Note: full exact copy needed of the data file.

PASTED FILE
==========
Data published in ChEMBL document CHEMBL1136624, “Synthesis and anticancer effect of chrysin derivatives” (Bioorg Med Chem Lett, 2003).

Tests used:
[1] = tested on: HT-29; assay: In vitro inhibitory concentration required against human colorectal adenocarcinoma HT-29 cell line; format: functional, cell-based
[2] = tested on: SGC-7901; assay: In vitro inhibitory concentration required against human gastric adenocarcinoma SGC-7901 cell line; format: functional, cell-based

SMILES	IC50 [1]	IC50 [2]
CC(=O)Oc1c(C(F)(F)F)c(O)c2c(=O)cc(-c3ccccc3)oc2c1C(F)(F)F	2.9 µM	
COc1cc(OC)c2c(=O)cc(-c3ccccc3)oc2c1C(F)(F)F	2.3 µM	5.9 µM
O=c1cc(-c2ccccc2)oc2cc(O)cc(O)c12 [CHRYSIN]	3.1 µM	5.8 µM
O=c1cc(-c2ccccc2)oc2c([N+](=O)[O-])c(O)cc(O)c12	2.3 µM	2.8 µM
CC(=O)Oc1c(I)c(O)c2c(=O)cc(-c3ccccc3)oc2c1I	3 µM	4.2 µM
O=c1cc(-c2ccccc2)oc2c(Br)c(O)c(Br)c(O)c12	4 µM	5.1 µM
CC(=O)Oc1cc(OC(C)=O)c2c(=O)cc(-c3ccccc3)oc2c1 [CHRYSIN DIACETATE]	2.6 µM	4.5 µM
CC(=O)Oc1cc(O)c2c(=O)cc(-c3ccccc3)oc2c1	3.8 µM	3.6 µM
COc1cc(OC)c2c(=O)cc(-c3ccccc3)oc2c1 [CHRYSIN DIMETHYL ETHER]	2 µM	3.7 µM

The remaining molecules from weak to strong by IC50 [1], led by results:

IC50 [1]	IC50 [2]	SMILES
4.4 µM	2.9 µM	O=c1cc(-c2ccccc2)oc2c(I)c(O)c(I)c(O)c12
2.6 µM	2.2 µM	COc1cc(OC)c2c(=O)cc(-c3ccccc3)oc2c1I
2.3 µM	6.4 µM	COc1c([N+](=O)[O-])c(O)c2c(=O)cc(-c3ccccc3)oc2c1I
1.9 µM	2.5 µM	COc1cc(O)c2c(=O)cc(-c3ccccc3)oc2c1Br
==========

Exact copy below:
Data published in ChEMBL document CHEMBL1136624, “Synthesis and anticancer effect of chrysin derivatives” (Bioorg Med Chem Lett, 2003).

Tests used:
[1] = tested on: HT-29; assay: In vitro inhibitory concentration required against human colorectal adenocarcinoma HT-29 cell line; format: functional, cell-based
[2] = tested on: SGC-7901; assay: In vitro inhibitory concentration required against human gastric adenocarcinoma SGC-7901 cell line; format: functional, cell-based

SMILES	IC50 [1]	IC50 [2]
CC(=O)Oc1c(C(F)(F)F)c(O)c2c(=O)cc(-c3ccccc3)oc2c1C(F)(F)F	2.9 µM	
COc1cc(OC)c2c(=O)cc(-c3ccccc3)oc2c1C(F)(F)F	2.3 µM	5.9 µM
O=c1cc(-c2ccccc2)oc2cc(O)cc(O)c12 [CHRYSIN]	3.1 µM	5.8 µM
O=c1cc(-c2ccccc2)oc2c([N+](=O)[O-])c(O)cc(O)c12	2.3 µM	2.8 µM
CC(=O)Oc1c(I)c(O)c2c(=O)cc(-c3ccccc3)oc2c1I	3 µM	4.2 µM
O=c1cc(-c2ccccc2)oc2c(Br)c(O)c(Br)c(O)c12	4 µM	5.1 µM
CC(=O)Oc1cc(OC(C)=O)c2c(=O)cc(-c3ccccc3)oc2c1 [CHRYSIN DIACETATE]	2.6 µM	4.5 µM
CC(=O)Oc1cc(O)c2c(=O)cc(-c3ccccc3)oc2c1	3.8 µM	3.6 µM
COc1cc(OC)c2c(=O)cc(-c3ccccc3)oc2c1 [CHRYSIN DIMETHYL ETHER]	2 µM	3.7 µM

The remaining molecules from weak to strong by IC50 [1], led by results:

IC50 [1]	IC50 [2]	SMILES
4.4 µM	2.9 µM	O=c1cc(-c2ccccc2)oc2c(I)c(O)c(I)c(O)c12
2.6 µM	2.2 µM	COc1cc(OC)c2c(=O)cc(-c3ccccc3)oc2c1I
2.3 µM	6.4 µM	COc1c([N+](=O)[O-])c(O)c2c(=O)cc(-c3ccccc3)oc2c1I
1.9 µM	2.5 µM	COc1cc(O)c2c(=O)cc(-c3ccccc3)oc2c1Br